Those of us living in the first decades of the 21st Century are experiencing a human development, which may have considerable significance. It appears to be the kind of morphic development, described by Lancelot Law Whyte, in the morphic sense of promoting its own growth.
Human society is becoming more inter-connected, particularly for those in minority groups and who share similar interests and problems. The need of certain individuals to seek out others and to share, especially where they are trying to alleviate some suffering and perhaps where even their very survival my depend on making contacts, spurs them into better interaction and engagement, which in turn involve them in acquiring enhanced communications skills, such as networking and searching. The consequent mental activity is far more stimulating than former passive states of watching television and listening to radio.
Not only are minority and troubled communities interacting with others with whom they share common cause, they are also interacting with a few professional volunteers, often highly educated and skilled, who want to help them, thus acquiring even greater skills and helpful information.
Examples of such groups are all those regarded as social lepers, families in trouble with the state over their parenting methods, Travellers including Gypsies, those with special illnesses, victims of miscarriages of justice, and addiction and recovery groups. In the past, minority groups in need included homosexuals and emigrants/immigrants such as the Irish.
As this was being written, most individuals of the same age as this writer may have missed this morphic development, through old age or death or through simply not noticing it. One way to have become aware of it was to have engaged in voluntary work, helping those in great need - the dispossessed and the outcast.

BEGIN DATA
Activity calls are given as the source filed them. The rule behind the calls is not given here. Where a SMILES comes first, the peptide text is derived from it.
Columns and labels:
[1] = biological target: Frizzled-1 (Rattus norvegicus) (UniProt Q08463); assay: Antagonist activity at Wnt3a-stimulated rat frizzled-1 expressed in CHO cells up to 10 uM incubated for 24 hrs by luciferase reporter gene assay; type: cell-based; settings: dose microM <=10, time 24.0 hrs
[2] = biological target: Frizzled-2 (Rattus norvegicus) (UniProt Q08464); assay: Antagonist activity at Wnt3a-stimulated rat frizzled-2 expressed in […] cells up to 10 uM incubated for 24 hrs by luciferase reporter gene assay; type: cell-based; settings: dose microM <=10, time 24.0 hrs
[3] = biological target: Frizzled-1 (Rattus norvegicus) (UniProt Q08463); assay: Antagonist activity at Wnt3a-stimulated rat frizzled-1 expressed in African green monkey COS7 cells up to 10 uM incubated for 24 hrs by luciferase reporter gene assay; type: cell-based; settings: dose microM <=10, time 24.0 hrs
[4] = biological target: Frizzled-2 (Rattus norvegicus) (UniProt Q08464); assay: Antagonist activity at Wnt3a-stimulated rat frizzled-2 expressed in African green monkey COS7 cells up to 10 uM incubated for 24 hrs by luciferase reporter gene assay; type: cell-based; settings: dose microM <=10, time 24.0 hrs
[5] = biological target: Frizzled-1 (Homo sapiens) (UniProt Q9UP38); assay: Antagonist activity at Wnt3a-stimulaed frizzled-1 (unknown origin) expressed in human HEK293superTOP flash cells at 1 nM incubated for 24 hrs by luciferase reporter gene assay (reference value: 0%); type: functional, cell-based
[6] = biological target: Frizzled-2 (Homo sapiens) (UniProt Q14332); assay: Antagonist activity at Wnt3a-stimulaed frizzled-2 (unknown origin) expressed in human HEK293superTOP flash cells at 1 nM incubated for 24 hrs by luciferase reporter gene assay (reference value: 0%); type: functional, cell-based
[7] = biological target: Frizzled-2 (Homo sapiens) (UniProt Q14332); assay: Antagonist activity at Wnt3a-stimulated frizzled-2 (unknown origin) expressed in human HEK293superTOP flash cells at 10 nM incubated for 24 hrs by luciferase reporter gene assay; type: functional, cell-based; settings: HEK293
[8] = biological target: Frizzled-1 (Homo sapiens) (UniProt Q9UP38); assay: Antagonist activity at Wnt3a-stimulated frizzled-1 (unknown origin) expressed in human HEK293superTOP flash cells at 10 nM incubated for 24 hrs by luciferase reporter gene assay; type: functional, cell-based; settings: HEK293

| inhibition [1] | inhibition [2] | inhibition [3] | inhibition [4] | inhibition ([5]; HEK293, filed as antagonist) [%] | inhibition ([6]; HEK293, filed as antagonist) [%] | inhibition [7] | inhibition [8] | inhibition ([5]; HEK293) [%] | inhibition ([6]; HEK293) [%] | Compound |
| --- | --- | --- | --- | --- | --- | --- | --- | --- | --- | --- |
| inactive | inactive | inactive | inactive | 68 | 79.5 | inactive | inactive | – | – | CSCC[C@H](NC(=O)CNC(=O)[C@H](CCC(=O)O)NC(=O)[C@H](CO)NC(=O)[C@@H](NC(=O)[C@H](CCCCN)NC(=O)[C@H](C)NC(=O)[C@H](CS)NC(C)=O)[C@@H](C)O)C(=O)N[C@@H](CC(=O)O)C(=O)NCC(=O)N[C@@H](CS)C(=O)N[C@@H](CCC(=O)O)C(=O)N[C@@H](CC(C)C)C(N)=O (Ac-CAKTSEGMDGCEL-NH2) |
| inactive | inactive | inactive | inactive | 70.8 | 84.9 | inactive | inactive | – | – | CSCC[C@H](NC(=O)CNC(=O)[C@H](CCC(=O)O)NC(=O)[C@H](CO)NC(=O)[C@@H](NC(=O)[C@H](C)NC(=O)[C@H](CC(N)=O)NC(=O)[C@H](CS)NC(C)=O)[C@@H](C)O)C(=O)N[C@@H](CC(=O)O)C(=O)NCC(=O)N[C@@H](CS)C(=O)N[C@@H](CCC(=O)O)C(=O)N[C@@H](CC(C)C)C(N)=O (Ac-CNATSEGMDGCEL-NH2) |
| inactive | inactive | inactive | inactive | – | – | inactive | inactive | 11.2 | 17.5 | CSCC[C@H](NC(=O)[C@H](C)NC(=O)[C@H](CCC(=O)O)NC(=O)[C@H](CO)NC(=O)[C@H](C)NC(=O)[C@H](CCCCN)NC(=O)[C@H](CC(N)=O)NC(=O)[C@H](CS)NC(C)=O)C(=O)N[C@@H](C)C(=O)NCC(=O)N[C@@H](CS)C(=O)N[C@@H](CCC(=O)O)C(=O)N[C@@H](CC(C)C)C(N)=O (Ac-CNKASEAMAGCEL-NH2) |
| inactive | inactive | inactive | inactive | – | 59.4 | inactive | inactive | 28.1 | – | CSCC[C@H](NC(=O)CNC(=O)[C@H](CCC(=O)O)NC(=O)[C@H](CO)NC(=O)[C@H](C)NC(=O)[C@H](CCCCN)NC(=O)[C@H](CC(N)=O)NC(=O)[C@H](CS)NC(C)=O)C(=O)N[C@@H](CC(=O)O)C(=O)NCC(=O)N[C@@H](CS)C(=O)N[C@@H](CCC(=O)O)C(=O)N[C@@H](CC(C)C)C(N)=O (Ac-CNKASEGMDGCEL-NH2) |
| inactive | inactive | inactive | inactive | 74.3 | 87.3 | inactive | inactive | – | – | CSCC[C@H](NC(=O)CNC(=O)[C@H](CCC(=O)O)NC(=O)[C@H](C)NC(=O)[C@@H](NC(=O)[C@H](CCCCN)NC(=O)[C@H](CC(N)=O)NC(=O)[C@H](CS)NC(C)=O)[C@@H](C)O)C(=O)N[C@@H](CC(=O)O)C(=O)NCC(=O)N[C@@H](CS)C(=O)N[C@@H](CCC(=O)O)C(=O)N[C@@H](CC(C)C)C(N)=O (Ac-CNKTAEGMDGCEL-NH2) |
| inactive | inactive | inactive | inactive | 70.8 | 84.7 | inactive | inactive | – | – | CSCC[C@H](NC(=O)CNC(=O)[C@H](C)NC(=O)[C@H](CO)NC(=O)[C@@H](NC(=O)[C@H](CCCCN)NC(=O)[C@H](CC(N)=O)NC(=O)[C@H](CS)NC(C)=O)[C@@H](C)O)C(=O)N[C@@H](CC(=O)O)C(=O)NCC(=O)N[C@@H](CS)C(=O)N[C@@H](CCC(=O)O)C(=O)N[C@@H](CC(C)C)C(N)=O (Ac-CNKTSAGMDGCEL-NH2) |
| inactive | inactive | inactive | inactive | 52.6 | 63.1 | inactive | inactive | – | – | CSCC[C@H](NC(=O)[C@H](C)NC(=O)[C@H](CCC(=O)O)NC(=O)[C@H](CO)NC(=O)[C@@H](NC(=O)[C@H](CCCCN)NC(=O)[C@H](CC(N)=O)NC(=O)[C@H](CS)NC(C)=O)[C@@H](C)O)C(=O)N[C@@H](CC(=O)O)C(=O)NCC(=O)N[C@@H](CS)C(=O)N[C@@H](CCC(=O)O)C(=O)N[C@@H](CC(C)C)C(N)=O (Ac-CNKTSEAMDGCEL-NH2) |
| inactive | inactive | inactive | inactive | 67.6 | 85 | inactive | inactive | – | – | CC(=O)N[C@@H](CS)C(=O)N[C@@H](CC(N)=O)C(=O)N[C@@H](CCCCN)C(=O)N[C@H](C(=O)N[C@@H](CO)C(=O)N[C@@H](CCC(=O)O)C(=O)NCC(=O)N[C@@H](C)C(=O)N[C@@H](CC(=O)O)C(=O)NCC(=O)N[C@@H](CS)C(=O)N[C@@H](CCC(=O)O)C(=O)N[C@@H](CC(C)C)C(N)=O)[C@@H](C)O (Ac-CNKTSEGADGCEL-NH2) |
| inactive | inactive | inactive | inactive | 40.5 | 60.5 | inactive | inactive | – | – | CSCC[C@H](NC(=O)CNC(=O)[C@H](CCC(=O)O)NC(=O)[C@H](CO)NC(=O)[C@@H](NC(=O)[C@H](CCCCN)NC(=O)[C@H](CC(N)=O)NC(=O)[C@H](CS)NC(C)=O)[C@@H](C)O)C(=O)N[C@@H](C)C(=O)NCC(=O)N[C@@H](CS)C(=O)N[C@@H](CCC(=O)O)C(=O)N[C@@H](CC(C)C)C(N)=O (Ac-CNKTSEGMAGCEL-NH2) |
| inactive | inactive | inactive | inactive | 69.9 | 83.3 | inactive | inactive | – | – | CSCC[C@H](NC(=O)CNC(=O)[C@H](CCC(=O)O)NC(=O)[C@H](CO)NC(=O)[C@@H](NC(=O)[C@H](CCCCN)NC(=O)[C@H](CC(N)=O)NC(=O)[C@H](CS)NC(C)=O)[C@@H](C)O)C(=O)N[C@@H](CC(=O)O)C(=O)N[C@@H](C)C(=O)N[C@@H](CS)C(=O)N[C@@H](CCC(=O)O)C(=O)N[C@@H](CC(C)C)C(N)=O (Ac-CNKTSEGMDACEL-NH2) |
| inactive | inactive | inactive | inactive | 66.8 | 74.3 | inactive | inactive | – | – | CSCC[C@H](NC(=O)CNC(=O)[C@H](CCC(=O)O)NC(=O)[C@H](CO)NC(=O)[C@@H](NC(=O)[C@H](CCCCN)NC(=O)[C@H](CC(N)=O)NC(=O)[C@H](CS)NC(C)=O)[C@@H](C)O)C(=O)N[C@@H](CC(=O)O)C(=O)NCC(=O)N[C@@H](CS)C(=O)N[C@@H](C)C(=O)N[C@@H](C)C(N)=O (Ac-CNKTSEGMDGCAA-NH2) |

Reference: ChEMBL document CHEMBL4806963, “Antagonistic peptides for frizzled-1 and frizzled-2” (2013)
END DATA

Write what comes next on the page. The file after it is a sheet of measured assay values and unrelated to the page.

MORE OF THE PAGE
The new inter-connectedness is operating at a number of different levels.
1. Popular culture. Entertainment such as concerts and sports.
2. Professional. Sharing ideas and research.
3. Minority groups. Social interaction and help.
4. General social. Friendship, chat and gossip.
5. Survival. Urgent or pressing need.
Numbers 3, 4 and 5 can combine into a powerful network.
It appears then that the most effective inter-connections are those driven by dispossession and need. Examples are fragmentation and isolation, such as when threatened with a break from one's wider community, from the unity of a group, the need for assistance, seemingly overwhelming problems, threats of danger to self and family, and perceived assault from an enemy or from the state.
This condition is remarkable for its similarity with the plight of the seemingly lonely or lost soul yearning for a connection with the divine.
Apart from the gateway of death (in the words of Robert Burns, 'the poor man's dearest friend, the kindest and the best!') how can that soul achieve some alleviation? There is, alas, no divine Google. There is however reverie, prayer and contemplation. But perhaps they are for saints only?
The only way this mortal, and far from saintly, writer knows how to alleviate the yearning for a connection with the divine, while still in this life, is by tapping into one of the inter-connected groups, the best being one of the dispossessed, not just as another lost or dispossessed individual, but as a volunteer willing to give some help or advice, no matter how small.
Is there some way that one can know if this has indeed closed the gap between the lonely soul and the divine? Will it be a greater awareness of Love, Beauty and Justice? Or of potentiality? Or a greater longing? Perhaps some of these or all.
But one can be reasonably certain of having achieved increased connectedness at both an earthly and divine level if one experiences even the smallest draught of that divine elixir we know as joy.
Modified: 11:15 9 Aug 2006